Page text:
(Beware: approx 3,500 words)
LGBT Malaysians are unlikely to see a significantly better situation in their country for at least two decades, quite possibly not in their lifetimes. Meanwhile, LGBT Indonesians are facing unexpectedly chilly headwinds, and things will get worse before they get better. To understand why, it is important to see that the issue has nothing to do with sexual orientation or gender identity. These individuals and their lives are collateral damage from a much bigger event that is going on: a long collapse in civilisational Islam. Continue reading ‘The gay issue in Malaysia and Indonesia as a window into the civilisational crisis of the Islamic world’
Bear with me, I will talk about Donald Trump further down.
Just as the Administration of Justice (Protection) Bill was passed by our legislators — not that there was ever any doubt that it would be — a tiny social media post crossed my line of sight. It was a news snippet about how some small shopkeepers in Kota Baru, Malaysia, were ordered to remove all advertising posters that featured women whose heads were not covered with a scarf. There would be fines for disobeying the order. Continue reading ‘When the powerful plead fragility, we’re done for’
When Manny Pacquiao, reversing his apology, approvingly cited the Old Testament’s sanction for the killing of gay people, there followed considerable condemnation. But nowhere did I see anyone calling for him to be prosecuted or censored by the state, either for hate speech or for inciting murder.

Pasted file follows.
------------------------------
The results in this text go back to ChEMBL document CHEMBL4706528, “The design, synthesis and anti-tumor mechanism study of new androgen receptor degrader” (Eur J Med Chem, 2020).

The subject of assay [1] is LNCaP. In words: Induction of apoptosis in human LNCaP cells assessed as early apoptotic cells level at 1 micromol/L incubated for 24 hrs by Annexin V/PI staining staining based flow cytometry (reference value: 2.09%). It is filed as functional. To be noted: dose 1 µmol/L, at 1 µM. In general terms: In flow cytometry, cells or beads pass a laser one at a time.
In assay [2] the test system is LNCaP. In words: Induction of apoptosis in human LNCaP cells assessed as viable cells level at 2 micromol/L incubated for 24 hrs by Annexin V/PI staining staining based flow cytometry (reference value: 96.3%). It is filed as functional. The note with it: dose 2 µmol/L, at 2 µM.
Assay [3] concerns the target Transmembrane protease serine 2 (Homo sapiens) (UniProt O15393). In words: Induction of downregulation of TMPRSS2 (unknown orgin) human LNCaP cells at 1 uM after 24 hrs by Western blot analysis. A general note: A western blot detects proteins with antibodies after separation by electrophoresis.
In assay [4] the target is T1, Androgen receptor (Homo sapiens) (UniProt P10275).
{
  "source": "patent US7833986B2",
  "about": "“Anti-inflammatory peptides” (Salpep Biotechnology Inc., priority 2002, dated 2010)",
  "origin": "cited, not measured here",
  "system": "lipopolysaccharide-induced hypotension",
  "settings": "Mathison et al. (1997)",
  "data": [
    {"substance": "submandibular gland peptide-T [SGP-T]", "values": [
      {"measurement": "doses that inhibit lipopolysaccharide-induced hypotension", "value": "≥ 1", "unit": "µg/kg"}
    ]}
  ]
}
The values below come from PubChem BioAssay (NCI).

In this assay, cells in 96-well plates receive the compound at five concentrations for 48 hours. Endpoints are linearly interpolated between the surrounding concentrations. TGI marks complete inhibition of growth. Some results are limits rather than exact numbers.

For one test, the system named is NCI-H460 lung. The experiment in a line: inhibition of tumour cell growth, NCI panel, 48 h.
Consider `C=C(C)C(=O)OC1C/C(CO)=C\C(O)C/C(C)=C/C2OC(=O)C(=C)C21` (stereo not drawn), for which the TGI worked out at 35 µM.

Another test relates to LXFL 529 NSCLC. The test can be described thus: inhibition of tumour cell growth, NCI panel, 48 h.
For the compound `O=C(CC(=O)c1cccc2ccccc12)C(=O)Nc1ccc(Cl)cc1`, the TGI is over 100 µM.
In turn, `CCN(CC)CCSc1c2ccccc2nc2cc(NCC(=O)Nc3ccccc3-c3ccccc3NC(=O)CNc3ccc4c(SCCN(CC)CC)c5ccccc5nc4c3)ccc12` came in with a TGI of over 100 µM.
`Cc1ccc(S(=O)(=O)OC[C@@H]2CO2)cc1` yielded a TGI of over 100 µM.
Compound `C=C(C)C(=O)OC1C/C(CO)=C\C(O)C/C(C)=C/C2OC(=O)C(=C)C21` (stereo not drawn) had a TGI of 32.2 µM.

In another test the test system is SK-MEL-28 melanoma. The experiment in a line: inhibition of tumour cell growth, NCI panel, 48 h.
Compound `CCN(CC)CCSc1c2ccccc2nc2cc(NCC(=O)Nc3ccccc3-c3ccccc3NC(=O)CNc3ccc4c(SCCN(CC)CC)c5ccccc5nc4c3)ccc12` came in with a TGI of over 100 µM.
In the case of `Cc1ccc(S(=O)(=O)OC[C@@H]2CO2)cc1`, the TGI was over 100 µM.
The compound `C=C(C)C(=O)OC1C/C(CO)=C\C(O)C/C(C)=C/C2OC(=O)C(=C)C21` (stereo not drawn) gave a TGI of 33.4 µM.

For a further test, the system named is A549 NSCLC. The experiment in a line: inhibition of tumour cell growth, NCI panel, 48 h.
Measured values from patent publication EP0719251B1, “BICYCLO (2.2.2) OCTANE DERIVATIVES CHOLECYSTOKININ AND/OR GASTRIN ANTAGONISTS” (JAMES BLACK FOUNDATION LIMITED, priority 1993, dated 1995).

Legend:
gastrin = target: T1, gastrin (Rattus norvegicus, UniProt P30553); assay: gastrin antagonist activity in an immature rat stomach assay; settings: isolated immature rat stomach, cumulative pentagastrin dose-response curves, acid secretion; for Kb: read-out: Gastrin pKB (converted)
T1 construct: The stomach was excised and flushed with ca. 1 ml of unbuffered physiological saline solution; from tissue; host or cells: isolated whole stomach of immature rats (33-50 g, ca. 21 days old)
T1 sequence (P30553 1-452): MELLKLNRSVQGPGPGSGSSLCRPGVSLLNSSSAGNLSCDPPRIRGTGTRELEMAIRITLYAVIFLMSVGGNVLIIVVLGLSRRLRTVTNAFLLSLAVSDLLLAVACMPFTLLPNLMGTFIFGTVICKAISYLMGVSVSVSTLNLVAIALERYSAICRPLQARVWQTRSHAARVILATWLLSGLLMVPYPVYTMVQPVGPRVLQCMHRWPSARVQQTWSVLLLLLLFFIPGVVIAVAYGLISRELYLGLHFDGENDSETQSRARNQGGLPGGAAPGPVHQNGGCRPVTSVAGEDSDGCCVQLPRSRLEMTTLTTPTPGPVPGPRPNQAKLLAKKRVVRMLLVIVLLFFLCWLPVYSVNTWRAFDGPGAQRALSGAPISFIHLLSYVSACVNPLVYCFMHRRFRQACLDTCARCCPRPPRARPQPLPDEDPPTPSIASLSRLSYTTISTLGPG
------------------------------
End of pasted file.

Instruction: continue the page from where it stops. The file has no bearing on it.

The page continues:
When the Catholic Church voiced its discomfort with a performance by Madonna, the organisers quickly removed a song segment from the programme, no doubt with state censors leaning on them. Continue reading ‘Holy murder of freedom of expression’
At one of the election rallies, I met an American who moved to Singapore only a year earlier. Of course he didn’t have the vote, but he was curious what election rallies were like. I had met him before, and so went up to him to say, hi.
He was glad to see me as he had a question he didn’t know whom to ask. “Will they ever speak in English?” was the question.
I laughed. “Why do you ask? What’s been happening since you got here?” Continue reading ‘Musings from the general election campaign: race, language and religion’
It’s a terrible pity that Amos Yee’s thoughtless, groundless and hurtful accusation against Vincent Law has taken centre-stage. Vincent had extended a magnanimous gesture of support when Amos needed a bailor. For the boy to make false accusations against him is completely inexcusable.
It’s a terrible pity because it distracts us from examining the political implications of the state laying charges against Amos in the first place. However, even though he has soiled whatever sympathy he deserved (from being a victim of the government’s panicked rush to slay him), we should still be able to put it aside and focus on what happened at the beginning. Continue reading ‘Behind the brat looms an oppressor still’
Right up to the last moment, I wasn’t sure if I should use the preamble I had prepared. The point I wanted to make in the preamble was that I believed Singaporeans were going to be instinctively resistant to the idea of constitutional redrafting. Our aversion to taking risks, our long indoctrination in the idea that political experimentation would be extremely dangerous for a small, vulnerable city-state with no natural resources or strategic depth to rely on (yes, a habit of mind formulated by the ruling People’s Action Party, but today espoused by many as almost biblical truth), would likely mean that the idea I was about to float would be dismissed as a foolish, hazardous pipe-dream. Continue reading ‘A second republic’